On May 18th, twenty-six year old Sturgis, South Dakota native Dustin Jenson competed in an unregulated Ring Wars event in South Dakota. Although Jenson was quickly submitted by a triangle choke by Hayden Hensrud, he took no significant blows to the head and remained conscious after he tapped out. However, shortly after the fight Dustin was found by another fighter having a seizure. He was rushed to Rapid City Regional Hospital, where he would eventually die on May 24th.
An autopsy has revealed that blunt force trauma suffered the week before his fight is the official cause of Dustin Jenson’s untimely demise. As The Rapid City Journal reports:
The autopsy indicated the cause of death was a subdural hemorrhage resulting from blunt force trauma to the head. A subdural hemorrhage is a collection of blood on the surface of the brain and often causes brain injury and death.
The cause was related to an injury about a week earlier, according to the autopsy. The Sheriff’s Office said there is no conclusive evidence the injury was sustained in the fight.
Jenson, a husband and father, was participating in only his fifth fight since taking up the sport less than a year ago.
This is a tragic twist that confirms what most of us had already feared: That regulation of Mixed Martial Arts competition in South Dakota – requiring basic medical screenings such as blood tests to make sure unhealthy fighters aren’t competing – could have easily prevented Dustin Jenson’s death. But perhaps the most disturbing aspect of this article is the final paragraph:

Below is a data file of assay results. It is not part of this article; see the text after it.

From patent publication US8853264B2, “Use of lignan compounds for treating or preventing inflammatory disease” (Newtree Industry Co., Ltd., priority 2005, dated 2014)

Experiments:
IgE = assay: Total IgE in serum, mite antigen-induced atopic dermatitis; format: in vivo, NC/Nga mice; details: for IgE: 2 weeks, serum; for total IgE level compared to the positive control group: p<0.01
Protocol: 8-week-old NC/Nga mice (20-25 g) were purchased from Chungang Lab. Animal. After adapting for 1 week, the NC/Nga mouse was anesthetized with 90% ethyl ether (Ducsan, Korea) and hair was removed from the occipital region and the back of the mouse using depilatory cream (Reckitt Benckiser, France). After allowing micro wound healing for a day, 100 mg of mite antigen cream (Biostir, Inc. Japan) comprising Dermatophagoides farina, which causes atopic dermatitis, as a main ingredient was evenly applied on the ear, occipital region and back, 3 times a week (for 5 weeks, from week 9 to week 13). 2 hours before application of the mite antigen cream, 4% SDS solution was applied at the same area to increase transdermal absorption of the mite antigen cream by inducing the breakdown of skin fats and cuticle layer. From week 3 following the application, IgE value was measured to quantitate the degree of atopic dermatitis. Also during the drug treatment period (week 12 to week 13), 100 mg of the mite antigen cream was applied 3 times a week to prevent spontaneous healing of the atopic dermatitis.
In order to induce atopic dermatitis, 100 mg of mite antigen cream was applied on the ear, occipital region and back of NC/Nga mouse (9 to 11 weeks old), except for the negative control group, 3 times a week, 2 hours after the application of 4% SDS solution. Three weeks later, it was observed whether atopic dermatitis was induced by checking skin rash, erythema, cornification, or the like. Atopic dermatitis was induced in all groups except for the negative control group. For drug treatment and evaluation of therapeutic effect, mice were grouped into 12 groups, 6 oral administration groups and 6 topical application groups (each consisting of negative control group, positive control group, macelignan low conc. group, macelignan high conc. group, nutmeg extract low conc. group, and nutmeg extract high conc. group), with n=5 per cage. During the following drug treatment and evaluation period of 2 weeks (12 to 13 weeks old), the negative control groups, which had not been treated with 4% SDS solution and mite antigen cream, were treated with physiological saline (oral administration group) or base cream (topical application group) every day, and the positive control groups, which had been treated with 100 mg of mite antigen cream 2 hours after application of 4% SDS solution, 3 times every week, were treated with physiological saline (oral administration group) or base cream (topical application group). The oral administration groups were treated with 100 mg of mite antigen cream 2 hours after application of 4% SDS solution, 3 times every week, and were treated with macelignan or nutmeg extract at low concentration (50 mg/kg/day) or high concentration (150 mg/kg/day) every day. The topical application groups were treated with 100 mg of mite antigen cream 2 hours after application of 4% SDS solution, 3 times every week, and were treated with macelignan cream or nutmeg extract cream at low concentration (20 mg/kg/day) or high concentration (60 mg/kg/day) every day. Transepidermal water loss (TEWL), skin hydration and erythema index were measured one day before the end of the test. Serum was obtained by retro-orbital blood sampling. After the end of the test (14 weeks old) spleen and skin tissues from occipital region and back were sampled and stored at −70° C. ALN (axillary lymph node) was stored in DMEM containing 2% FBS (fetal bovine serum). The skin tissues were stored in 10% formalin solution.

South Dakota has no governing body overseeing boxing or MMA. Dean Schrempp, a state legislator representing Corson, Dewey and Ziebach counties, has advocated for a governing body and said Jenson would still be alive had there been one in place.
Gov. Dennis Daugaard disagrees, saying a commission would lead to more fights and therefore more injuries and deaths.
Obviously, Governor Daugaard’s opinion is completely backwards; The South Dakota State Jackrabbits football team does not see players die every week because there is a commission overseeing the sport making sure that individuals who aren’t healthy enough to play aren’t needlessly risking their lives. But as long as people like Daugaard are in power, little will change in South Dakota.
If you live in South Dakota, please write to your local representatives urging them to create a commission to oversee MMA. What would truly be a shame is if we learn absolutely nothing from this incident. Fighters, like all athletes from full-contact sports, are risking their health every time they compete. There’s no need to add even more risks on top of it, especially when they could easily be prevented.
If you’d like to send a donation to Dustin’s family, please go here.